Longtime Redrock Champion Senator Durbin Visits Bears Ears
Senator Dick Durbin has been the champion for Utah’s wilderness for 20 years—introducing the legislation to protect it, fighting off threats, and helping behind the scenes to advance Bears Ears National Monument. Last weekend we had the honor of showing him and his staff around Bears Ears and preparing for the battles ahead. He met with leaders from the Bears Ears Inter-Tribal Coalition, marveled at ancient petroglyphs, and proved adept at rock scrambles. At a time when the president is threatening to rescind monuments like Bears Ears and Grand Staircase-Escalante, we’re lucky to have him fighting for them. Thank you, Senator, and come back soon!
Photo © Jen Ujifusa/SUWA
Monumental Attack: Herbert’s Recommendations, Zinke’s Report Are Outed
There’s no question that Utah’s national monuments are the focus of the Trump administration’s unprecedented attack on our public lands. In mid-September, the
Salt Lake Tribune reported that Utah Governor Gary Herbert privately urged Interior Secretary Zinke to “shrink Bears Ears to one-tenth its current 1.35 million acres, scaling the southeastern Utah monument down to about 120,000 acres surrounding Mule and Arch canyons west of Blanding.” And apparently Zinke complied; the Washington Post released a leaked copy of the secret report that Zinke delivered to President Trump last month. Although the report doesn’t mention specific acreages, other reports indicate that more than 90% of Bears Ears and perhaps more than half of Grand Staircase-Escalante are on the chopping block. If President Trump attempts to follow through on any of Zinke’s or Herbert’s recommendations, SUWA is prepared to take the administration to court—and we believe we’ll win.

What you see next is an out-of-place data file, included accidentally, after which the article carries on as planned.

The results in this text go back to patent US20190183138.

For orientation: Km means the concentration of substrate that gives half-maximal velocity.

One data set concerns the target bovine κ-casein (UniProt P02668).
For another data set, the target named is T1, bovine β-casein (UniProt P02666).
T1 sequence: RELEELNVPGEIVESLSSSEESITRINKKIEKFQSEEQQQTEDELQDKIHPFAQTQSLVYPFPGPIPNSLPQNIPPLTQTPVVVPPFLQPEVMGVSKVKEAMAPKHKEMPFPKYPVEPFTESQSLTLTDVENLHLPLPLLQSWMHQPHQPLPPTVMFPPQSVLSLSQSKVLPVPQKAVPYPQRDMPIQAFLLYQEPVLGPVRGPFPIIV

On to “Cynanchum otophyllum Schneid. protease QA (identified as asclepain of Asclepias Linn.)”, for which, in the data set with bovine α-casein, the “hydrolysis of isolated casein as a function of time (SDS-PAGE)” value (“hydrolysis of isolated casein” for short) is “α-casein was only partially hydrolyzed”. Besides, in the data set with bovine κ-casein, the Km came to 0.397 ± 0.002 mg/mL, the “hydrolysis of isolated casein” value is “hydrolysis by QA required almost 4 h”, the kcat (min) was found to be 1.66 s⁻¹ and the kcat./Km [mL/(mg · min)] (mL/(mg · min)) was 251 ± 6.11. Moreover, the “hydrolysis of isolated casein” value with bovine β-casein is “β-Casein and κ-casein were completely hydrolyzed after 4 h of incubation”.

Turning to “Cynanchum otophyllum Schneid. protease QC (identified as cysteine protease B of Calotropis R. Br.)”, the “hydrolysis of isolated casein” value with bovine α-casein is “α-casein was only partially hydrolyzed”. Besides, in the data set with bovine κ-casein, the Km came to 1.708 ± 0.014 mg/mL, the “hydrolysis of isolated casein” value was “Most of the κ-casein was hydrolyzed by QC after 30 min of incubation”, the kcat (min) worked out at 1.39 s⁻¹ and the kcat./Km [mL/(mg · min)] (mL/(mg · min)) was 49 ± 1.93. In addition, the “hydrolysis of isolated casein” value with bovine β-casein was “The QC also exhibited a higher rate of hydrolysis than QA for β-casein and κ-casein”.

Please consider making a contribution to SUWA today so we have the resources to defend Bears Ears and Grand Staircase-Escalante National Monuments in court.
Photo © Jeff Foott
Once Again, BLM Targets Sensitive Public Lands for Oil & Gas Leasing
Bolstered by the Trump administration’s push for unfettered fossil fuel development, the Bureau of Land Management is offering 46 oil and gas leases on federal public lands in southeastern Utah. How bad is it this time? Included in the sale are several proposed leases on the doorstep of Bears Ears National Monument, in the Goldbar Canyon and Labyrinth Canyon proposed wilderness areas near Moab, in a culturally rich area known as Alkali Ridge, and along popular segments of the Green and San Juan Rivers—also home to several endangered fish species.
“Leasing on the doorstep of Bears Ears National Monument is a clear indication that oil and gas companies—aided and abetted by the Trump administration—intend to push development into one of the most culturally and ecologically significant landscapes in the United States,” said SUWA Staff Attorney Landon Newell. “We intend to rally our members and the public to oppose this short-sighted scheme.”
Stay tuned for a call to action in the coming weeks. In the meantime, click here to read our press release.
Photo © Neal Clark/SUWA
America’s Red Rock Wilderness Act Gets Four New Cosponsors!
As this session of Congress progresses, America’s Red Rock Wilderness Act (ARRWA)continues to gain new cosponsors. Not even halfway through the 115th session, the House and Senate versions of the bill have 78 and 20 cosponsors, respectively. Since August, the total number of cosponsors has risen by four. In the Senate, Senator Tammy Duckworth (D-IL) is the newest cosponsor, while the new cosponsors in the House are Representative Ted Lieu (D-CA), Representative Paul Tonko (D-NY) and Representative Betty McCollum (D-MN). If you are a constituent, please reach out and thank your representatives. In addition, we’d like to thank all of our citizen activists for contacting your representatives and encouraging them to cosponsor ARRWA—we appreciate your passion and commitment!